Not much to compare so I chose to just say straight out that foreign policy changed a lot between the two time periods and focused on the changes.

Synthesis: George Washington’s Farewell Address establishes the precedent of remaining neutral and staying out of world affairs, isolationists who advocated for staying neutral after WWI supported this

Contextualisation: The Red Scare after WWI and McCarthyism after WWII – people became more increasingly afraid of communism and believed that the US had to intervene as a “policy of containment”, similar to the fear of foreign ideas during WWI

Points:

After WWI — 

  • Neutrality and Isolationism during the 20s and 30s – Americans had felt like WWI had been a mistake
  • International financing (Dawes and Young Plan for Germany)
  • Washington Naval Conference with Japan, Great Britain and France and Italy- an attempt to keep some power since the US was not part of the League of Nations
  • Kellogg-Briand Pact – wanted US help if Germany attacked France but the US didn’t want that. This act took 60 nations to not turn to war as a solution.

After WWII —

  • US becomes more involved in world affairs after WWII – as the founding member of the UN and participating in the Yalta Conference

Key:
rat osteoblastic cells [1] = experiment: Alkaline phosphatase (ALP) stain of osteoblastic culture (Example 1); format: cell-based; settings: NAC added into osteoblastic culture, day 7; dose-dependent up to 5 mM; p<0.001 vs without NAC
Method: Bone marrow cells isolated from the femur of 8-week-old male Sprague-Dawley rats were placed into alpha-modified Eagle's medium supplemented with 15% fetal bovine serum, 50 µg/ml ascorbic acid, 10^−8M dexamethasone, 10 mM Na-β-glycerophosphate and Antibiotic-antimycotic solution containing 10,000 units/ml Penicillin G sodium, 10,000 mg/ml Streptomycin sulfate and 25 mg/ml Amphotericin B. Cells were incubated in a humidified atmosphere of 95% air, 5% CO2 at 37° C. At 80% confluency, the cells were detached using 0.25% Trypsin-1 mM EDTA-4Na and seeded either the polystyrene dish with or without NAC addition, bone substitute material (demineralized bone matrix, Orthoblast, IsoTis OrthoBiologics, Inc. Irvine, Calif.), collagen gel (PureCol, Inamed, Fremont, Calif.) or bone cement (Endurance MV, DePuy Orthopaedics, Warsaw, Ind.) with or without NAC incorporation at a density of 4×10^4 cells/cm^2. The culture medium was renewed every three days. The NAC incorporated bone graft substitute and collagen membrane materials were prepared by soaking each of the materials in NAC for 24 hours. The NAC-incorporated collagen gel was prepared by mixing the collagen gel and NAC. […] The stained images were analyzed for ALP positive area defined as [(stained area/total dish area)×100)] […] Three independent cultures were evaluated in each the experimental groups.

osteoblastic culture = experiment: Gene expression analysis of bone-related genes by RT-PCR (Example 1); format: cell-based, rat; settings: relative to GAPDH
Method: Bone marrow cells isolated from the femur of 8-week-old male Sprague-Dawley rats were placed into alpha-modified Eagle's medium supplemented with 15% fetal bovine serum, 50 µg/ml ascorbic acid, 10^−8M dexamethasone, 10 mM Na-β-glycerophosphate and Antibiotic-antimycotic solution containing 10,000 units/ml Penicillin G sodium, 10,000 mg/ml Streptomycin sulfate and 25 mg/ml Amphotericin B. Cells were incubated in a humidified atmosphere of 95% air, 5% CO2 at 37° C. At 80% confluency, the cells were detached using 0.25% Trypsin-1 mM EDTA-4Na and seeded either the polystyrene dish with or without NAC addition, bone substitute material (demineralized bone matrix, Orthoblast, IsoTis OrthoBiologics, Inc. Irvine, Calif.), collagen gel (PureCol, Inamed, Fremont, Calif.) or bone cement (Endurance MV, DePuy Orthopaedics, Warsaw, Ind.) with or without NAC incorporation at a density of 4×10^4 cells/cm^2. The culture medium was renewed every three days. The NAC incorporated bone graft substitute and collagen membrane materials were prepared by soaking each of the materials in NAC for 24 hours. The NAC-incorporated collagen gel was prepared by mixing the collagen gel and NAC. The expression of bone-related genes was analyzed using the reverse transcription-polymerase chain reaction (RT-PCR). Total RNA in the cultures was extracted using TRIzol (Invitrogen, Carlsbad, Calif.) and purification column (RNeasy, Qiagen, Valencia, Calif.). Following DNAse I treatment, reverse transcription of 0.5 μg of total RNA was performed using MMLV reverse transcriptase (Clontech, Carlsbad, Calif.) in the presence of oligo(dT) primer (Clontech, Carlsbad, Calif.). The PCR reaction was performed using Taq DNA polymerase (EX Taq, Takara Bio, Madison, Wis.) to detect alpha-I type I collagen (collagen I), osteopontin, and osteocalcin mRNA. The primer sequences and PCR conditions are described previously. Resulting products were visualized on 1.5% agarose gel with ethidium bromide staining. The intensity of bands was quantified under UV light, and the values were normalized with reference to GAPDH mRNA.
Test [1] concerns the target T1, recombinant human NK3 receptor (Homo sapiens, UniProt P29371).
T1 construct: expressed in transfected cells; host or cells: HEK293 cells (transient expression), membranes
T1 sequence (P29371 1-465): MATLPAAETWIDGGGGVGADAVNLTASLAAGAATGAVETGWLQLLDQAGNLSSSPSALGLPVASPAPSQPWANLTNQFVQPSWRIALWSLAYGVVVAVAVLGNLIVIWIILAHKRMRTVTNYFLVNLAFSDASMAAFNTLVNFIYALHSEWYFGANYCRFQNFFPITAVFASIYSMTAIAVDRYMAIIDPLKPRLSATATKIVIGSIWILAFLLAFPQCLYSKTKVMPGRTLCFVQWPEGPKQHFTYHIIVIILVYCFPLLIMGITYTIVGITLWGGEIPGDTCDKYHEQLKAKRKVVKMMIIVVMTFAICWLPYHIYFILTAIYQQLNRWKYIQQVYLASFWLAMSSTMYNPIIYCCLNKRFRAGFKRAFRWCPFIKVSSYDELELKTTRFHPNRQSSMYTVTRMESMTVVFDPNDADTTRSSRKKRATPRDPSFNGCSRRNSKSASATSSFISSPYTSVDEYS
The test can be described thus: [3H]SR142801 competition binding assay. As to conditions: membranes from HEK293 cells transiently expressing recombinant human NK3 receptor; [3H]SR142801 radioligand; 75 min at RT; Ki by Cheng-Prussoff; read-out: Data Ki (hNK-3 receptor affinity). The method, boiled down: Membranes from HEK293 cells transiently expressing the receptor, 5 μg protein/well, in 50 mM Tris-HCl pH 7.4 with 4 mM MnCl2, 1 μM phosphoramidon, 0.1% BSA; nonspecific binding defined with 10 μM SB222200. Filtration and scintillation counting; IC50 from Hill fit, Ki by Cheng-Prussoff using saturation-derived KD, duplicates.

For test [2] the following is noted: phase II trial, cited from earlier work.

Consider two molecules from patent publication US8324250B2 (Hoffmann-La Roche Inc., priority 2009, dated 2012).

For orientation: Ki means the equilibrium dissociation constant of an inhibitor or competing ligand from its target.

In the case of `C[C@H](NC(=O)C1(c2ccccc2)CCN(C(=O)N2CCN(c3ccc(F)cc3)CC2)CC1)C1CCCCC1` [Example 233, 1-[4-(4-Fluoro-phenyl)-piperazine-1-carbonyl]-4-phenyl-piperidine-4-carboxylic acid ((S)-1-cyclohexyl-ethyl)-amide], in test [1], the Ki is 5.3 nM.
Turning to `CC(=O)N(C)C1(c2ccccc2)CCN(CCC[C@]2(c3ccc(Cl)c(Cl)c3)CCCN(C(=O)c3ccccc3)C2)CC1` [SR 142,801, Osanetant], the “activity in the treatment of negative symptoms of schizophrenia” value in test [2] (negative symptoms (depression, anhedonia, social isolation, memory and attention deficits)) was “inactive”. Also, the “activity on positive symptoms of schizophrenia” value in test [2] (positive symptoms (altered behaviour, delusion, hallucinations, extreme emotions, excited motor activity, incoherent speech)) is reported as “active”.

• More aggressive and intrusive
  • Truman Doctrine – the US would provide political, military, and economic assistance to other democratic countries that were threatened by communism
  • Cold War, Korean War – US supports democracy and comes to South Korea’s aid when North Korea invades (The US is an interventionist)
  • Marshall Plan (European Recovery Program)-try to keep countries from falling to Communism

APUSH Unit VIII Essay Prep: Early 1900s up to the Great Depression

(1) Compare and contrast the criticisms of American society in the 1920’s and 1930’s by American writers.

Synthesis:  Harriet Beecher Stowe’s Uncle Tom’s Cabin and Frederick Douglass’ slave narrative criticised the brutality of slavery through their literary works, both hoping to have an impact on the existence of slaves in America. Although both works wrote their stories in order to change the perspectives of Americans and shed light on the deplorable conditions of slavery, Douglass’ literary style was different than Beecher’s. He was able to recount his true story as a slave, while Beecher’s novel was fiction. Both authors were anti-slavery but approached the subject differently.  

Contextualisation: At the same time, artists, architects and musicians were also evolving their style — Joseph Stella’s The Bridge, Edward Hopper with Hopper, Dorothea Lange’s photos during the Great Depression, the shift from modern cubism to photography.

Points:

1920s:

Writers attacked the materialism and the disillusionment that many Americans were enveloping themselves around. They disliked the new business culture of America. Scott Fitzgerald’s novels criticise the increasing of materialistic, self-absorbed views that the wealthy had. His books had characters that rejected traditional beliefs.

  • This Side of Paradise